The word gallet is from the French and has been adapted to mean the insertion of small pieces of stone into the mortar joints of masonry. The term is mostly used in England with other names such as pinning, cherry cocking and chinking being more common elsewhere. Galleting is usually used where the local stone is not freestone and is, therefore, difficult to work into regular blocks with narrow mortar joints.
Galleting is very common in the south east of England where, in Surrey, it is also referred to as Garneting. It may be found in all the counties from Norfolk in the north to Hampshire, Hertfordshire and Buckinghamshire to the south and west. Kent has many fine examples of Kentish Ragstone galleting whilst Sussex has some of the best flint galleting much like that found in Norfolk. In Scotland there is a great variety of what is known as pinning or cherry cocking, very similar in appearance to examples that may be found in Ireland.
Dr Colin Arnott PhD MCIOB FRICS
Before retirement I was in private practice as a Chartered Building Surveyor accredited by the RICS in building conservation.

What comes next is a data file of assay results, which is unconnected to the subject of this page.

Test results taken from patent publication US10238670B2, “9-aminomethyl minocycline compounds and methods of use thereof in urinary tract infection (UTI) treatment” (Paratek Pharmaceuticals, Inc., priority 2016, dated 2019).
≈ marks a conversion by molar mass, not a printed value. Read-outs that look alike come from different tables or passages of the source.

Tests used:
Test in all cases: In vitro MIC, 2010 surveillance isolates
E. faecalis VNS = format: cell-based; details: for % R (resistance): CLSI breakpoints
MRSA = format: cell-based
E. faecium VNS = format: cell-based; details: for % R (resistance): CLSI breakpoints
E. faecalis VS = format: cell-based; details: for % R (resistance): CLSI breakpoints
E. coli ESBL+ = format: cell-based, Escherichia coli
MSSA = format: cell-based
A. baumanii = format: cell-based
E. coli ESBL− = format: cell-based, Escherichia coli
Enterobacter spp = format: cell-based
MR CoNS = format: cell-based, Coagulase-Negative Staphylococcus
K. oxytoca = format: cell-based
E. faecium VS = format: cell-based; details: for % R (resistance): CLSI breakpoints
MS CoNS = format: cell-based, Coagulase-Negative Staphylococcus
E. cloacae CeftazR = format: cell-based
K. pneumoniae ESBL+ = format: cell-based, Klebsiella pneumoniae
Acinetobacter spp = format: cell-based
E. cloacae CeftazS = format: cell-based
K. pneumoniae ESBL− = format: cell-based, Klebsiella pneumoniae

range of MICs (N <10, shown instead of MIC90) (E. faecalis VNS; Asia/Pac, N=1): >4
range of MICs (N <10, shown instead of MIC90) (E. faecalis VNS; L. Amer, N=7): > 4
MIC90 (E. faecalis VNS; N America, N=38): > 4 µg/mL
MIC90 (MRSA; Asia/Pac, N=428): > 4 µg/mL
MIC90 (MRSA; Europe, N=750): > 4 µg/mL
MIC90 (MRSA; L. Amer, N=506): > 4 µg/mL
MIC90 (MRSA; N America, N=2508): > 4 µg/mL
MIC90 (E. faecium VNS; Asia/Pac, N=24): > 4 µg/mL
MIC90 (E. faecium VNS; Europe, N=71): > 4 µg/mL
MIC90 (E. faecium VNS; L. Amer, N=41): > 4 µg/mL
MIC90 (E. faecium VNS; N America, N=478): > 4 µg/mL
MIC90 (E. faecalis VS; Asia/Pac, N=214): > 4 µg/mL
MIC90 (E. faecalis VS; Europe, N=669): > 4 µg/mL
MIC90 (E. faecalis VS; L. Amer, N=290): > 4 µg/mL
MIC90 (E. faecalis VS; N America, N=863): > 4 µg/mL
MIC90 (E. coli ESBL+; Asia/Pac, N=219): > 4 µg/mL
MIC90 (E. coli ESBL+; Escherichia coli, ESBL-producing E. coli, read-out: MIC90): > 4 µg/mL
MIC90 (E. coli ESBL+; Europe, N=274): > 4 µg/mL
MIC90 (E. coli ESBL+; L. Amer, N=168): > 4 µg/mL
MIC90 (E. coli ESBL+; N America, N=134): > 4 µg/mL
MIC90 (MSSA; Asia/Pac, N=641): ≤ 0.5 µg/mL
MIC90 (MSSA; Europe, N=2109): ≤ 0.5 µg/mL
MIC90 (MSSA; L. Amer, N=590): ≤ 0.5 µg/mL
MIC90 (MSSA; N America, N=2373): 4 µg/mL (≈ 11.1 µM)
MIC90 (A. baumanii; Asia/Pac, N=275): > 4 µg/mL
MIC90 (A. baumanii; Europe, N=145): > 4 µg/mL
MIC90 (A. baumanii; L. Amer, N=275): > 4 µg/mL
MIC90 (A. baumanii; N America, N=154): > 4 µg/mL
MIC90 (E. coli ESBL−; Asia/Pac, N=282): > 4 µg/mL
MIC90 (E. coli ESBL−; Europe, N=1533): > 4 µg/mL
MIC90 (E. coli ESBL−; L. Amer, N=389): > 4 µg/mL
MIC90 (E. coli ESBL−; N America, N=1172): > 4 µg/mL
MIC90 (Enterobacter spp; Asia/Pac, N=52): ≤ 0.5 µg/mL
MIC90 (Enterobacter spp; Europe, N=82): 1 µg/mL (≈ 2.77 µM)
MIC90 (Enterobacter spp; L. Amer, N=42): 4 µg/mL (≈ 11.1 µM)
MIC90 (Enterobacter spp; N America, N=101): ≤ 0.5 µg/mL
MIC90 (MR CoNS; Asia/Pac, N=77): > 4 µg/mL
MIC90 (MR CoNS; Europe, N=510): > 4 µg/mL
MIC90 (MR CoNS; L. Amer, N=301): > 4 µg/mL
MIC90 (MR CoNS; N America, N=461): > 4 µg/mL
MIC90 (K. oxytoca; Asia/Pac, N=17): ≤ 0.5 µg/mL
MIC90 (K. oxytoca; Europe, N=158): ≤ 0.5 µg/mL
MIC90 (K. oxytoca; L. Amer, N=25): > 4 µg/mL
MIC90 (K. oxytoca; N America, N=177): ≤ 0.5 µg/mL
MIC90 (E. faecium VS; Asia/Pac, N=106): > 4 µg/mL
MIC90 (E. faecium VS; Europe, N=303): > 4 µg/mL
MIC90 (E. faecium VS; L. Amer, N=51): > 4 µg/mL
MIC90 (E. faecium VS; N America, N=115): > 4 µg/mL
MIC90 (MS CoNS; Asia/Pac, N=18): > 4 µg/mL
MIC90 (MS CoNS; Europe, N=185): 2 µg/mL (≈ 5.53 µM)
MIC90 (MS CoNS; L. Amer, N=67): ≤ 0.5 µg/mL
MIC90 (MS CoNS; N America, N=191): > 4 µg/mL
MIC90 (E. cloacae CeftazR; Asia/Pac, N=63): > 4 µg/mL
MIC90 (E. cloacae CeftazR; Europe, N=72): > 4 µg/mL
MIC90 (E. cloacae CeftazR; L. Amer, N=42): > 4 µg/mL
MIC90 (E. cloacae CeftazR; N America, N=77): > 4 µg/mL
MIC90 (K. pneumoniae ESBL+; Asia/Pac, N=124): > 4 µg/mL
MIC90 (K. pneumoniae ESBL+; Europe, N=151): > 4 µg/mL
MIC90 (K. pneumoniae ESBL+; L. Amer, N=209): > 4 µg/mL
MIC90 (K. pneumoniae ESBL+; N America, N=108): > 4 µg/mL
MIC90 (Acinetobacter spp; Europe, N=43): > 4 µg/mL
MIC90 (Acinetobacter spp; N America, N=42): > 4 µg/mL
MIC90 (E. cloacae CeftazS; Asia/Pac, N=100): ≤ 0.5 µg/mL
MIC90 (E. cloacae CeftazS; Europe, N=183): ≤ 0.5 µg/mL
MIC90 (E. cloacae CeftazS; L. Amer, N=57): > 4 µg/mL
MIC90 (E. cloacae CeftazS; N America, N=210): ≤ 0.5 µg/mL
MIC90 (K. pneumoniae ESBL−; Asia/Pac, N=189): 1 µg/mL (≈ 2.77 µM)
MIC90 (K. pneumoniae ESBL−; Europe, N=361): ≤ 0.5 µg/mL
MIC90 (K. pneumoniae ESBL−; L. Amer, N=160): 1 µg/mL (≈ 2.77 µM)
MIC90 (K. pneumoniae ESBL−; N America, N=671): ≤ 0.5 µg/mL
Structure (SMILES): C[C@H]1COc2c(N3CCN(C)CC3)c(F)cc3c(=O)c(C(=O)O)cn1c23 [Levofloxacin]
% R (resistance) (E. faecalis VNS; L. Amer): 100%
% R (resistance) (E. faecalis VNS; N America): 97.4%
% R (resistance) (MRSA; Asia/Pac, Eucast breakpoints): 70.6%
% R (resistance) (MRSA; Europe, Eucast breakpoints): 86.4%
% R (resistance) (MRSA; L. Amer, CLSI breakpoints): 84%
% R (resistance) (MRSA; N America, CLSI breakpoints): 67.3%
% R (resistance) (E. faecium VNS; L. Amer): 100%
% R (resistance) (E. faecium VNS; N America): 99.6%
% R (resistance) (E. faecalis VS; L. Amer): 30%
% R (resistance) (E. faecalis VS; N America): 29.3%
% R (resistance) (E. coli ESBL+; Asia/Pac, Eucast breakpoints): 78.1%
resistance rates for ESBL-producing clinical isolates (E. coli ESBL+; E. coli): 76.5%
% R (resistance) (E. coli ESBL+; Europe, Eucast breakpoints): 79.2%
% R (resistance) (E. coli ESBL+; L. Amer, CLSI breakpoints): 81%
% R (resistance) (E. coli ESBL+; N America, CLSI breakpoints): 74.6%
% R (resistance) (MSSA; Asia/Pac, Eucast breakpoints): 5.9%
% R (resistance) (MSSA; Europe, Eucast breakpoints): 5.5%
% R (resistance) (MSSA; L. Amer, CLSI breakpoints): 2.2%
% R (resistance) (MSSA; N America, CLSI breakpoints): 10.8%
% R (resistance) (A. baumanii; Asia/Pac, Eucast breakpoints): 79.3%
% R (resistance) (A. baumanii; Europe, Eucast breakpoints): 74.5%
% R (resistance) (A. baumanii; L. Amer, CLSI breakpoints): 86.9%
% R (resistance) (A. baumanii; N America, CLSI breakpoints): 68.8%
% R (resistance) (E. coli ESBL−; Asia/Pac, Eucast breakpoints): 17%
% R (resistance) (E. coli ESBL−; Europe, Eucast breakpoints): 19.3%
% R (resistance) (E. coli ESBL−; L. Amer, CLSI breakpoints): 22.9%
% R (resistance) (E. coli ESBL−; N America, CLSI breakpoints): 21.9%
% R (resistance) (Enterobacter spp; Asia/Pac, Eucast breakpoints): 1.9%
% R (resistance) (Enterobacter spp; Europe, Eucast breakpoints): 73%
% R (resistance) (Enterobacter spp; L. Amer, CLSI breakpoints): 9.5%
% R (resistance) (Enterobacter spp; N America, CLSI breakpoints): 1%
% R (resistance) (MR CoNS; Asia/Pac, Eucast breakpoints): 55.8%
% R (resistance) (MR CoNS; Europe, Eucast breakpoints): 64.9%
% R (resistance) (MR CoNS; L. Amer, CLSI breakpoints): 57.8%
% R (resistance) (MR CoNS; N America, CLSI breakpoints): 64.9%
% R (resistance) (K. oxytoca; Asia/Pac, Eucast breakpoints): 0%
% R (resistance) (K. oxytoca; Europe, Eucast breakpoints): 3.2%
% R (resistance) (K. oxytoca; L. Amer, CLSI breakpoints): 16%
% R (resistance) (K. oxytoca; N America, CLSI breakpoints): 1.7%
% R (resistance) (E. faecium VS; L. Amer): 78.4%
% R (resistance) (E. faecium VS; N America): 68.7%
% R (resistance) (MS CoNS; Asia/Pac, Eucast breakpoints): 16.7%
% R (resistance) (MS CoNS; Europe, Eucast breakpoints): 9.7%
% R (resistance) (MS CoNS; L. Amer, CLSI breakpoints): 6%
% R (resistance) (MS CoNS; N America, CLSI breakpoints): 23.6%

Since 2010 I have been undertaking research with Dr Alan Coday in the Department of Science and Technology at Anglia Ruskin University where I have completed my doctorate under the title "The origin, development, purpose and properties of galleting: Theory and practice." This research has revealed much previously unknown information about this traditional craft.
The questionnaire that appeared in "Feedback" is now replaced by a "Thank you" to the large number of respondents who sent information. It also features two site visits that have taken place to observe work in progress on repointing masonry with galleted mortar joints.
The responses are very important to us because they help to identify the geological spread of the different forms of galleting or pinning.
Please see Feedback for more information.